What’s the solution to this period of difficulty of democracies? On one hand we have the populist solutions, actually very similar to the old ones. On the other, institutions could embrace innovative proposals like the citizens assembly created in Ireland in 2016.
Today, a major challenge for democracies and governments is hearing the voice of the people and involving them in the decision making processes. Populists pretend to bridge the gap between politicians and citizens. Yet, are they the only solution for democracies?
In 2016, Ireland came up with the idea of a citizens assembly to consider several political questions.
Mary Laffoy, an Ireland Supreme Court judge, was chosen as the chairperson. The other 99 members were citizens, eligible to vote, that were chosen at random. An additional 99 citizens were chosen as substitutes.
Members received payment for expenses but nothing else as to ensure they would not be swayed. The total cost by March 2019 was €2,355,557.
Despite the expenses, this tactic proved quite resourceful in providing government officials the opinion of the public. Not only did it open an area of dialogue between citizens concerning hot topics, but it led to decisions in controversial areas such as abortion laws.
This is an effective mode of guaranteeing citizens opinions being heard by governmental officials and decision makers, in general.
Government officials in democracies are elected to represent the citizens, but that doesn’t mean they are able to hear what the people want and, above all, understand their needs and believes. Today, with corporations funding campaigns, engaging in lobbying, and paying off scientists to find research supporting their commercial ploys, it is ever more important that new ways of listening to consumers, and discussing topics, become available for representatives. People need their advocate too.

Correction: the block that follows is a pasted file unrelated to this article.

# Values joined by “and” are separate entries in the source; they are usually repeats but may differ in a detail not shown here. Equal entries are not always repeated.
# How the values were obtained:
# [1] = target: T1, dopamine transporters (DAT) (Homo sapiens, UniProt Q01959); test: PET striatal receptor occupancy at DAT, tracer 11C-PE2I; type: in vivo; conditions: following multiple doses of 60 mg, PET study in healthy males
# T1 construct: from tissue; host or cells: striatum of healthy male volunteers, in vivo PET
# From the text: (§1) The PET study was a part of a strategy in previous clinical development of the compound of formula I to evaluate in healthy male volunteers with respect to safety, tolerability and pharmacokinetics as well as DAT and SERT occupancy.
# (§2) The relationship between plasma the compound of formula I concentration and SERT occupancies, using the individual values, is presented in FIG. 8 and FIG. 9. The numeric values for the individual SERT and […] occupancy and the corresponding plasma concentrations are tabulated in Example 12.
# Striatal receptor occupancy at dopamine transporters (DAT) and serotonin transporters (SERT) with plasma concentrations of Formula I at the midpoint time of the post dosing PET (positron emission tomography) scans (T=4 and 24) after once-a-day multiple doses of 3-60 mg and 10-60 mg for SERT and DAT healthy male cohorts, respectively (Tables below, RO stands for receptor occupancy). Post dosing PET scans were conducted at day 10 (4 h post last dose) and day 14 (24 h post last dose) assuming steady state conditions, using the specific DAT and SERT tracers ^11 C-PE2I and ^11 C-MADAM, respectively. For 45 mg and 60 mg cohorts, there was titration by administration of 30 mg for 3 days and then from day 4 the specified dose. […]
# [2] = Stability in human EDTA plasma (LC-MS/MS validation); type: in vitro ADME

Could this be the future of democracy? For sure, citizens assembly afford a larger voice to the public and can help guarantee that their opinions are heard.
Nevertheless, they could be insufficient if active only at national level. Settling more regional and local based assemblies would guarantee better representativeness to particular requests and sensitivities, extending the decisional level also to rural and remote areas and bringing citizens closer to politics.
European Union timid tentatives to move in this direction, with petitions and people’s legislative proposals, did not make progress in their purposes. Citizens are still feeling disconnected by European institutions.
Evolving governments and regulations to incorporate citizens opinions is the right way but it needs innovative tools. That’s the way to defeat populisms and, especially, their simplicistic political prescriptions.
Decision makers should continue to stimulate discussion amongst citizens and continue to seek new ways of integrating citizens, without renouncing to their key role and responsibilities. More countries should begin to enact assemblies such as these to stimulate discussion, educate, and hear the voices of its citizens. EU will just follow.